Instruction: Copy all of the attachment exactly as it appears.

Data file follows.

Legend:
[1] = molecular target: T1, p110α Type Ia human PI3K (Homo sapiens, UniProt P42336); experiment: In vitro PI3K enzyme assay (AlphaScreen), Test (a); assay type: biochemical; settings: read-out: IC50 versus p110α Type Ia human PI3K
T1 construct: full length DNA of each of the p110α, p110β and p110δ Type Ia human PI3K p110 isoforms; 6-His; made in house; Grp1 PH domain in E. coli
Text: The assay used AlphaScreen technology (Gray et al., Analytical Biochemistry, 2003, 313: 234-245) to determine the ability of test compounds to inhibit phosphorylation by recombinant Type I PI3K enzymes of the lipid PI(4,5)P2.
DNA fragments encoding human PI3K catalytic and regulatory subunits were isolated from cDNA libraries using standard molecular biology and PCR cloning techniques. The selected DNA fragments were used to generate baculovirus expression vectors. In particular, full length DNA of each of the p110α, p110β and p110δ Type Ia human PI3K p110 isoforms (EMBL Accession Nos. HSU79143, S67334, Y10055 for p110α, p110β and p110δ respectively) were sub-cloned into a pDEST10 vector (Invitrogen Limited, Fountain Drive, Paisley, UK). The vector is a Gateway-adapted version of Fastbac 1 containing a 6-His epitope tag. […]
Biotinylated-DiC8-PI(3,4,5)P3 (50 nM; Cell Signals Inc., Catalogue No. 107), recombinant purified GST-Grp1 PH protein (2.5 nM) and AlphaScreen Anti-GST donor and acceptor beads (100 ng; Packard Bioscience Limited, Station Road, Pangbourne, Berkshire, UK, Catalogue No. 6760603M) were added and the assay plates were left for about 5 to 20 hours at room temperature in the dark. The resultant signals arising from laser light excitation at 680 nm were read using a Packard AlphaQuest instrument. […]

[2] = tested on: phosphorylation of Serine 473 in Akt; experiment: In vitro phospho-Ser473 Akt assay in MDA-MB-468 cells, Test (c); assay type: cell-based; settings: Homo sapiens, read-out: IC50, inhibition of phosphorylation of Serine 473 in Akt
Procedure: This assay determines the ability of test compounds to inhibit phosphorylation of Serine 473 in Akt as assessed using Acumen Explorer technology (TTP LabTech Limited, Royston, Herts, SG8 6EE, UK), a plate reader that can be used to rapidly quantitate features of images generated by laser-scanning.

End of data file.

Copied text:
Legend:
[1] = molecular target: T1, p110α Type Ia human PI3K (Homo sapiens, UniProt P42336); experiment: In vitro PI3K enzyme assay (AlphaScreen), Test (a); assay type: biochemical; settings: read-out: IC50 versus p110α Type Ia human PI3K
T1 construct: full length DNA of each of the p110α, p110β and p110δ Type Ia human PI3K p110 isoforms; 6-His; made in house; Grp1 PH domain in E. coli
Text: The assay used AlphaScreen technology (Gray et al., Analytical Biochemistry, 2003, 313: 234-245) to determine the ability of test compounds to inhibit phosphorylation by recombinant Type I PI3K enzymes of the lipid PI(4,5)P2.
DNA fragments encoding human PI3K catalytic and regulatory subunits were isolated from cDNA libraries using standard molecular biology and PCR cloning techniques. The selected DNA fragments were used to generate baculovirus expression vectors. In particular, full length DNA of each of the p110α, p110β and p110δ Type Ia human PI3K p110 isoforms (EMBL Accession Nos. HSU79143, S67334, Y10055 for p110α, p110β and p110δ respectively) were sub-cloned into a pDEST10 vector (Invitrogen Limited, Fountain Drive, Paisley, UK). The vector is a Gateway-adapted version of Fastbac 1 containing a 6-His epitope tag. […]
Biotinylated-DiC8-PI(3,4,5)P3 (50 nM; Cell Signals Inc., Catalogue No. 107), recombinant purified GST-Grp1 PH protein (2.5 nM) and AlphaScreen Anti-GST donor and acceptor beads (100 ng; Packard Bioscience Limited, Station Road, Pangbourne, Berkshire, UK, Catalogue No. 6760603M) were added and the assay plates were left for about 5 to 20 hours at room temperature in the dark. The resultant signals arising from laser light excitation at 680 nm were read using a Packard AlphaQuest instrument. […]

[2] = tested on: phosphorylation of Serine 473 in Akt; experiment: In vitro phospho-Ser473 Akt assay in MDA-MB-468 cells, Test (c); assay type: cell-based; settings: Homo sapiens, read-out: IC50, inhibition of phosphorylation of Serine 473 in Akt
Procedure: This assay determines the ability of test compounds to inhibit phosphorylation of Serine 473 in Akt as assessed using Acumen Explorer technology (TTP LabTech Limited, Royston, Herts, SG8 6EE, UK), a plate reader that can be used to rapidly quantitate features of images generated by laser-scanning.